The Falklands conflict began on Friday, 02 April 1982, when roughly 500 Argentinean special forces landed at Mullet Creek on East Falkland Island. Under Operation Rosario, Argentina advanced on the Government House at Port Stanley against an unorganized garrison of British Royal Marines stationed on the island. Little opposition was encountered and the Argentinean Junta quickly assumed control. On the same day, Brigadier General Mario Menendez was appointed governor of the islands and Port Stanley was immediately renamed Puerto Argentino. Argentina expected at this point that the British would cede sovereignty over the islands through negotiations and with little or no armed ...view middle of the document...
COMMAND AND CONTROL
A professional military staff organized in a segregated command arrangement led the Argentinean Junta combat operation. In addition, they commanded a poorly trained and inexperienced combatant force . A theater command, the South Atlantic Theater of Operations (TAOS), was established under Vice Admiral Juan Lombardo to command Argentine naval units and the Falklands garrison. Subordinate to Admiral Lombardo, Brigadier General Benjamin Menendez commanded all Argentine army, air force, and navy units. The Fuerza Aerea Sur (FAS), or Southern Air Force, was established under the command of the air force Brigadier General Ernesto Horacio Crespo. The FAS was outside the authority of the theater commander and reported directly to the Argentine Junta. There existed no single joint commander over all forces.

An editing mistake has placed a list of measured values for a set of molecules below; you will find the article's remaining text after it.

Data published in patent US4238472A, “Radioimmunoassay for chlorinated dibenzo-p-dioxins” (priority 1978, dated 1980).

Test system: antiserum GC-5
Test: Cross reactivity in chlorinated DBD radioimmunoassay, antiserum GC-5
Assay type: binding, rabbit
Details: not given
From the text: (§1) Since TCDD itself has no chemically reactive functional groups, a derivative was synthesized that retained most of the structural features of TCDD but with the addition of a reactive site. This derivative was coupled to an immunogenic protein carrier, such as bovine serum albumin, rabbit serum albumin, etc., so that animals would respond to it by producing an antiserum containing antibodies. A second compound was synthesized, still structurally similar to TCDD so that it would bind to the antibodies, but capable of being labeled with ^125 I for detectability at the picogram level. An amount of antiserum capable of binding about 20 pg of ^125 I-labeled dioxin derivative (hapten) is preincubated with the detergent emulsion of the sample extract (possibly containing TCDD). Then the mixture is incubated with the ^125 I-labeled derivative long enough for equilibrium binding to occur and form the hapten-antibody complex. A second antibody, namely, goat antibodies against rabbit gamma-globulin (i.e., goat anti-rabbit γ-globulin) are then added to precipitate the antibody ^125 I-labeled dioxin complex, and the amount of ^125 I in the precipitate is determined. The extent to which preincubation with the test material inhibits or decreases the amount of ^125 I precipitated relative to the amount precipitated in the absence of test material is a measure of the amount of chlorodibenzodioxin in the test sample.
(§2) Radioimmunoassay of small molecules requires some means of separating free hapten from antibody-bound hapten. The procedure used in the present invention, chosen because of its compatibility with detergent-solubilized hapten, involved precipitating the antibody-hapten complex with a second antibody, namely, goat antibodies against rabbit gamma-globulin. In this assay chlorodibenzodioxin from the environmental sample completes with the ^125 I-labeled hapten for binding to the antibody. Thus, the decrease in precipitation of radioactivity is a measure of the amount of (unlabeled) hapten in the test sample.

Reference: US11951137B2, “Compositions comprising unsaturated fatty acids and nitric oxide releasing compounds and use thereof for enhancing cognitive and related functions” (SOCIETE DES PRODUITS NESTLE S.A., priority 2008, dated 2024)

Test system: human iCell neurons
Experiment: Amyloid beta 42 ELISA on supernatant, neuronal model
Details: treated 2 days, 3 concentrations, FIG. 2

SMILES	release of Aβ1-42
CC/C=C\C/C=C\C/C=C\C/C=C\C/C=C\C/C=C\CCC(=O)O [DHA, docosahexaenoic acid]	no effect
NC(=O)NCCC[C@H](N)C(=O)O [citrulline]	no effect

The Argentine command structure, lacking a single joint commander in the Area of Operations (AO), proved ineffective at strategic planning and joint operations. In a 1994 article in Joint Forces Quarterly, Robert L. Scheina, stated the following: Brigadier General Ernesto Horacio Crespo and Army General Benjamin Rattenbach later led two separate studies reviewing Argentina's command performance during the war. Both studies concluded that a lack of overall jointness, particularly joint training, was a major factor in Argentina's defeat. Robert L. Scheina goes on to state in Joint Force Quarterly how Argentine history has a tradition of establishing separate service identities.
Given this tradition, it should not be surprising that the Argentine army, navy, and air force fought three wars against the British in the Malvinas. But one must understand that the Argentine view of service identity, as established and reinforced by tradition, is the greatest obstacle to joint activity, no matter how desperately circumstances press for such an innovation.
The Argentine center of gravity was the air power of the FAS . With proper operational strategy and joint coordination, Argentina may have recognized that expanding the 4,500-foot runway at Port Stanley would have assisted in increasing their operational capabilities and time over target by allowing forward basing of their high performance strike aircraft such as the Skyhawks and Daggers. The existing runway could not support such operations . Valuable time and forces were spent on travel and en route refueling support operations in order to reach and effectively strike the British fleet. It is plausible to assert that by not acquiring additional airspace control through proper forward placement of their strike aircraft forces, strategic timing and therefore the war was lost.
Once the decision was made by the British to dismantle the Argentine invasion by force, Britain's military power was rapidly mobilized. Operation Corporate was launched from a headquarters in England over 8,000 miles away. The British chain of command fell under the British...